First-of-its-kind facility in Forest Lake will help veterans and first responders
A first-of-its-kind facility to help veterans and first responders is being built in Forest Lake.
The Invisible Wounds Project Support Center will be a place of healing and connection for thousands of veterans and front-line workers.
The nonprofit is building the center in a former church. The $250,000 project will include a woodworking shop, yoga studio, and therapy for connection and healing.
“I want them to have a better life,” Russ Hanes, founder of the Invisible Wounds Project, said. “Our goal is to change and save lives. When they walk out of here we want them to be better off than when they came in.”
Construction is expected to start in a few weeks and officials hope to open the center in April.
If you would like to donate to Invisible Wounds Project Support Center, click here.
Here is a list of suicide prevention and mental health resources:
- U.S. National Suicide Prevention Lifeline at 988 or 1-800-273-TALK (8255)
- Minnesota Department of Health’s Suicide Prevention Program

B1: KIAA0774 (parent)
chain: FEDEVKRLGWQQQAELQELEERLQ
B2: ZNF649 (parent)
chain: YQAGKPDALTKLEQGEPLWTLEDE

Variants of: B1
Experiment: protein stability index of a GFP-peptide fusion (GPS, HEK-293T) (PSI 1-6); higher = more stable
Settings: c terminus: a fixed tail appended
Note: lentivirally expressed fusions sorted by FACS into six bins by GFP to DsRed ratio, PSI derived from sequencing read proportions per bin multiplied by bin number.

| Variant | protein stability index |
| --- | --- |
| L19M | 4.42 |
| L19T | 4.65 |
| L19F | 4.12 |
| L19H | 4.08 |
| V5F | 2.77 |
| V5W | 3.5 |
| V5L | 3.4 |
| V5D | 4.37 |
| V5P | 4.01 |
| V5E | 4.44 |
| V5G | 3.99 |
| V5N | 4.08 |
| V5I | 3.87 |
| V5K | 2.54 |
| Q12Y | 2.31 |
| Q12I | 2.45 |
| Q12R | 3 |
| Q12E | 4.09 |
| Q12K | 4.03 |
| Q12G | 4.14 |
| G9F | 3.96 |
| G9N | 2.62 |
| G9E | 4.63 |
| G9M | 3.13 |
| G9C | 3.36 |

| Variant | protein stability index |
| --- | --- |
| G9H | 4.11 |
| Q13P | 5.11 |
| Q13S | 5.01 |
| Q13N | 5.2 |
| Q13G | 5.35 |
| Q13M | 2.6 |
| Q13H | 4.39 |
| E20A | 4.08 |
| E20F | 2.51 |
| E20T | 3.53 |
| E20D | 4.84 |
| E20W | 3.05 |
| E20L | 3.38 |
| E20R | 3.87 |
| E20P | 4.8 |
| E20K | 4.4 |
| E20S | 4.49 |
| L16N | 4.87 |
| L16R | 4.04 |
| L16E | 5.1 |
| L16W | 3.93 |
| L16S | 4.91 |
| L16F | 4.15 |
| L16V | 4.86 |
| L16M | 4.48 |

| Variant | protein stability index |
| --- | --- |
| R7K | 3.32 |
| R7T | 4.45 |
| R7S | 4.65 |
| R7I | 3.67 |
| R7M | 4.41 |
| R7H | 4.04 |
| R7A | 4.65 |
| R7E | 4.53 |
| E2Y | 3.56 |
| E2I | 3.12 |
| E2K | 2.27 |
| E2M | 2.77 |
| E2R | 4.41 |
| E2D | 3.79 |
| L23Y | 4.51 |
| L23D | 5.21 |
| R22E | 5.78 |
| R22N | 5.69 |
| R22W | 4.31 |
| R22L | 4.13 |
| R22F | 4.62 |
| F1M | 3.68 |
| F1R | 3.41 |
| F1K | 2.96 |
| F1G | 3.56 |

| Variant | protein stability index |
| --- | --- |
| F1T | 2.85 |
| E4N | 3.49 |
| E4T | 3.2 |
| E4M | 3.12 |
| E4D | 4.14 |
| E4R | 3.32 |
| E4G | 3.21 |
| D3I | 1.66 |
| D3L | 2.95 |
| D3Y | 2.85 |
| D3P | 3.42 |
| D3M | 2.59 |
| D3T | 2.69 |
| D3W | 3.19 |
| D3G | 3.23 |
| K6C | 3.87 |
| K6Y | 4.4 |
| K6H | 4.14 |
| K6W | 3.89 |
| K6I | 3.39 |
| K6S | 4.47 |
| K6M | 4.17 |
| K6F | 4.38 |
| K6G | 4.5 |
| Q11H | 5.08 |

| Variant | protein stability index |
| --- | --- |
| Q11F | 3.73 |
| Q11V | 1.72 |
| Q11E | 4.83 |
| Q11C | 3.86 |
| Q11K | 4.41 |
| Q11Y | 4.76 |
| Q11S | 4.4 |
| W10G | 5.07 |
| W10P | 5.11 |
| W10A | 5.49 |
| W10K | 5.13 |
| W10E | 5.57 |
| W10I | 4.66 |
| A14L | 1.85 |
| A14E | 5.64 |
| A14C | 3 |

- Minnesota Department of Human Service’s adult mental health resources
- The National Alliance on Mental Illness (NAMI) – Minnesota
- Veterans Crisis Line at 1-800-273-8255, Press 1
- Minnesota Farm and Rural Mental Health Helpline at 833-600-2670, ext. 1
- Crisis Phone Line – In the Twin Cities metro area, call **CRISIS (**274747) from a cellphone to talk to a team of professionals who can help.
- Crisis Text Line – Text MN to 741741 to connect with a trained crisis counselor to receive free, 24/7 crisis support via text message.
If you believe someone is at risk of suicide, the U.S. Department of Health and Human Services suggests you:
- Ask questions about whether the individual is having suicidal thoughts.
- Call the U.S. National Suicide Prevention Lifeline at 988 or 1-800-273-TALK (8255).
- Seek help from a medical or mental health professional. If it is an emergency situation, take the person to a hospital.
- Remove any objects from a person’s home that could be potentially used in a suicide.
- Do not leave the person alone, if possible, until help is available.
The U.S. National Suicide Prevention organization has also compiled a list of resources to help with coping during the COVID-19 pandemic.